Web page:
Speed camera increase in Suffolk

NUMBERS of speed camera sites in Suffolk are set to increase by nearly 25 per cent to just under 100, it was revealed today.The move is part of a continued effort to make the county's roads safer and to cut accidents.

NUMBERS of speed camera sites in Suffolk are set to increase by nearly 25 per cent to just under 100, it was revealed today.

The move is part of a continued effort to make the county's roads safer and to cut accidents.

It will see a new fixed camera set up in Fore Hamlet, Ipswich, with 17 other mobile locations introduced from Friday.

Landseer Road, Ellenbrook Road and London Road, Ipswich will be included, as will Felixstowe Road, Nacton, and Trinity Avenue and High Road, in Felixstowe.

Terry Marsh, project manager for Suffolk SafeCam, the group responsible for speed enforcement in the county, said: "The number of casualties killed or seriously injured fell by 80pc last year at existing camera sites.

"If this dramatic reduction continues at the new sites, we can expect the number of casualties to fall from 24 per year to five per year.

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"We know from the speed surveys undertaken there are significant problems at the new sites. In some cases, more than two thirds of drivers were exceeding the speed limit and this obviously contributes to the number of crashes and the severity of the injuries sustained."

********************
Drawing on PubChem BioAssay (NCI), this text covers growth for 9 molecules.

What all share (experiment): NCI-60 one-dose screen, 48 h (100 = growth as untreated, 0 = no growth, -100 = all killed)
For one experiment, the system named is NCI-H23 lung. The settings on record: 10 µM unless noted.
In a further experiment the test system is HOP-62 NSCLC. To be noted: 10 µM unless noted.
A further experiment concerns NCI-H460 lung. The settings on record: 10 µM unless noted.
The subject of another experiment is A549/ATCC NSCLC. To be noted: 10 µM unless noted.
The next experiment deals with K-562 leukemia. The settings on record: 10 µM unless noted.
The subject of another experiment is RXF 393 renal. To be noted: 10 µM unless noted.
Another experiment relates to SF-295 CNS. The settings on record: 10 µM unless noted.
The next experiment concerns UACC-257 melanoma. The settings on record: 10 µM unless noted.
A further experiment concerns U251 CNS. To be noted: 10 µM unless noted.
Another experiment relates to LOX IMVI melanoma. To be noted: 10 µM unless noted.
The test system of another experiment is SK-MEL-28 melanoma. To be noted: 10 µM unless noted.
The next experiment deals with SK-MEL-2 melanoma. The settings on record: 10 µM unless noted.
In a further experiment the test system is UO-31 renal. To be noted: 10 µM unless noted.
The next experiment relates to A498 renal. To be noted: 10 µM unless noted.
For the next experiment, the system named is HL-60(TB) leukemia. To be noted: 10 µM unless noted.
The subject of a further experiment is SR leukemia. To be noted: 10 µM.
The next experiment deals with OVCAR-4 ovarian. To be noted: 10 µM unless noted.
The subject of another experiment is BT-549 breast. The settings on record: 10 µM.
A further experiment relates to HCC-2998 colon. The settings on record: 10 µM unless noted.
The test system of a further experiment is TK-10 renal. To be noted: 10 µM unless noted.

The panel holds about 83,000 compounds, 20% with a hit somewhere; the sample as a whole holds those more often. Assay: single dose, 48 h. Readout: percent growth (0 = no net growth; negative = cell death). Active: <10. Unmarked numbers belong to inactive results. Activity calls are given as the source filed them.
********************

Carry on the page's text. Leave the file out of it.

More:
Currently, there are nine fixed and 69 mobile camera sites in the county. This will rise to ten fixed and 86 mobile.

Last year, 48,000 people were caught speeding in Suffolk.

Along with the 34 other speed management partnerships in the country, Suffolk Safecam helped generate a £20.4m profit for the Treasury.

But Suffolk SafeCam stressed the cameras are designed to reduce accidents and are not a money-making ploy.

Suffolk police has welcomed the introduction of the new sites, but stressed they do not replace officers on patrol.

Chief inspector Alan Pawsey said: "It's important to remember Suffolk SafeCam's activities are in addition to those of Suffolk Constabulary, not instead of.

"This allows our traffic officers to focus on other aspects of dangerous driving, such as driving under the influence of alcohol and drugs. If drivers stick to the speed limits, they're less likely to be involved in a collision and our roads will be safer for everyone."

Motoring organisation RAC said they view speed cameras as "part of the solution" to problems on the roads.

Peter Hodgson, of the group, said: "Speed cameras do work in a very localised way and they can help in areas with serious traffic problems.

"But they are only part of the solution. We would still push for more traffic police. Speed cameras can only check for one thing."

Peter Gunstone, president of the Ipswich and district group of advanced motorists, said he respects enforcement tactics but questioned the county's speed limits.

He said: "My own feeling is that with the current speed limit set up in Suffolk, it's becoming very difficult for people, especially those in business, to make reasonable progress to fulfil their day's business.

"I think the county council needs to look more objectively at the subject of speed limits because they are a cause of frustration."

A spokesman for Motorists Against Detection criticised the placement on the cameras on busy roads.

He added: "An accident is an accident. I think it's difficult to prove speed is the cause in all cases."

What do you think of speed cameras? Write to Your Letters, Evening Star, 30 Lower Brook Street, Ipswich, IP4 1AN or e-mail eveningstarletters@eveningstar.co.uk

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